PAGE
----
Accenture and Philips Healthcare have announced a partnership under which the companies will create technology that essentially taps into a patient’s brainwaves.
The basic concept uses Emotiv’s five-channel EEG reader in conjunction with software on an iPad or Android tablet to interpret a user’s intentions.
Accenture's and Philips' proof-of-concept is targeted at people with Amyotrophic Lateral Sclerosis, widely known as ALS or Lou Gehrig's Disease. They're proposing to harness existing technology in a new way to demonstrate how ALS patients can control things like lighting and television, send preconfigured messages and request assistance by using their own brainwaves to execute commands.
Because a tablet is not a practical solution for ALS patients, Accenture has created a wearable display, not unlike Google Glass, and the software needed to communicate from the Emotiv device to the wearable. The visual display uses drop-down menus to interpret the brainwaves into commands.
That same display component also helps users refine instructions, but it is Emotiv’s machine learning algorithms that interpret and trigger the commands.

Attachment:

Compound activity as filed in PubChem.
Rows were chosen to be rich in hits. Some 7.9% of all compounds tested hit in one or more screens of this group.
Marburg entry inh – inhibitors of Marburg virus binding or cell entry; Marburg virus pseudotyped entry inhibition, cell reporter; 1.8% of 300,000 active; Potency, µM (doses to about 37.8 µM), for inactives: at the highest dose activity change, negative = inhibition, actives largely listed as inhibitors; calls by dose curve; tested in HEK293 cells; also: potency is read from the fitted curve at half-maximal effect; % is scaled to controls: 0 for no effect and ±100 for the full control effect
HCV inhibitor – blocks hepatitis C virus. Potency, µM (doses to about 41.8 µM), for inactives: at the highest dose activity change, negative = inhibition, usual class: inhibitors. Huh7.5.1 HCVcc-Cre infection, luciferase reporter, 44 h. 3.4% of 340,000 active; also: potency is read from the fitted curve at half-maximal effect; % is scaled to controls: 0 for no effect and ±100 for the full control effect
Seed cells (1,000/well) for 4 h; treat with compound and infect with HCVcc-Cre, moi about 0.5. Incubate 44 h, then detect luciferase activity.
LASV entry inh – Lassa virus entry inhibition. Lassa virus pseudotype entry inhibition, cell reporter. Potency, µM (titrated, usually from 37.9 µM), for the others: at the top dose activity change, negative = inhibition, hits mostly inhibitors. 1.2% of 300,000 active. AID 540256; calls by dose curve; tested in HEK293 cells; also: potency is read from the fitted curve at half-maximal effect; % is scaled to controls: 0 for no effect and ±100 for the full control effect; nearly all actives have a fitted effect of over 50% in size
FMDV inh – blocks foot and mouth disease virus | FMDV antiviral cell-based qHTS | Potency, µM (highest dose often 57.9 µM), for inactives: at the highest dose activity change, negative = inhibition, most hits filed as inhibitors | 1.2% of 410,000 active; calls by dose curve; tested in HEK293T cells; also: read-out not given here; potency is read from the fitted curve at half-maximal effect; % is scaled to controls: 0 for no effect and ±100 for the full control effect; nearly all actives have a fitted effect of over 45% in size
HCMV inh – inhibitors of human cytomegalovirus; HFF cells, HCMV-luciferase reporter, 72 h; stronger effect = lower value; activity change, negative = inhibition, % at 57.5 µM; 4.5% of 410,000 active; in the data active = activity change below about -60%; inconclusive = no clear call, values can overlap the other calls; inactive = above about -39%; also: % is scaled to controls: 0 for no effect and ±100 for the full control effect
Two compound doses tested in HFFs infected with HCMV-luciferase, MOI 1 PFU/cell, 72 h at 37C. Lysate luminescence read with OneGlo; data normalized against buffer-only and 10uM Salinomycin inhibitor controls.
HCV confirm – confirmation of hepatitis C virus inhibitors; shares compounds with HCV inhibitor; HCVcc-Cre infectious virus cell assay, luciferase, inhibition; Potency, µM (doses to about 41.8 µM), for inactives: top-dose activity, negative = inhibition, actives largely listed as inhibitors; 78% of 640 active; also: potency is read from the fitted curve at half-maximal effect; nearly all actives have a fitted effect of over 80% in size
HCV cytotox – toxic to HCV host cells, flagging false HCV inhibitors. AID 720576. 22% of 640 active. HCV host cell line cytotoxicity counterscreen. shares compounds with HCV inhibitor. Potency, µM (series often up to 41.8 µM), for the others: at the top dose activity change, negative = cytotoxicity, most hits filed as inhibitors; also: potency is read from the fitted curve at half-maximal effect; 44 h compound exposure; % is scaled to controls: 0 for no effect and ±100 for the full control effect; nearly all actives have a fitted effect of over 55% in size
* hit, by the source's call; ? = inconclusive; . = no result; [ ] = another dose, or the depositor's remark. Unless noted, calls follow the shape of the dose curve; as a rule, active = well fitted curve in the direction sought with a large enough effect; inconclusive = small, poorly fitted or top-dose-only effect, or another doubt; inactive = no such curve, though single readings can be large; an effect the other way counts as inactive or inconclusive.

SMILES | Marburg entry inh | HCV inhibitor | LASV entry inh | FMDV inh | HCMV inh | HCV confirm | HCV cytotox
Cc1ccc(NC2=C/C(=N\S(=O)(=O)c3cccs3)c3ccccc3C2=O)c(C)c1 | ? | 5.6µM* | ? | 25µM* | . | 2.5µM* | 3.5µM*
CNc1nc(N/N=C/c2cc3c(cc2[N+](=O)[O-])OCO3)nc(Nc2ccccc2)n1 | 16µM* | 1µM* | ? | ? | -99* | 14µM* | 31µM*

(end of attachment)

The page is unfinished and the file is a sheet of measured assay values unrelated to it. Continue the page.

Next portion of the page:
“The brain waves are there; the patient is thinking about doing some things," said Kaveh Safavi, MD, Accenture's global health lead. "If I want to turn on the lights, as I think, that creates a unique set of patterns. The challenge is that process isn’t perfect, but by allowing visual cues for the user it can be refined and improve calibration of brain waves."
Safavi said solutions like these will improve certain outcomes and enable patients to be more independent - thus reducing healthcare costs.
All the end products in this partnership are Philips devices - such as Philips Hue lighting, SmartTV and Lifeline - with Emotiv becoming the information conduit. Accenture and its Fjord division created the heads-up display, and Accenture and Philips created the software to bring the Emotiv data to the wearable and back to the Philips technology.
Safavi stressed that this solution won't be brought to the marketplace immediately. Rather, it was meant to “stimulate” the market, to demonstrate which applications make the most commercial sense, and to create a broader conversation within the healthcare industry.
Ephraim Schwartz is a freelance writer based in Burlington, Vt. Schwartz is a recognized mobile expert and columnist, having spent 15 years as Editor-at-Large for InfoWorld, half of them covering the mobile space. Prior to that he was Editor-in-Chief of Laptop Magazine.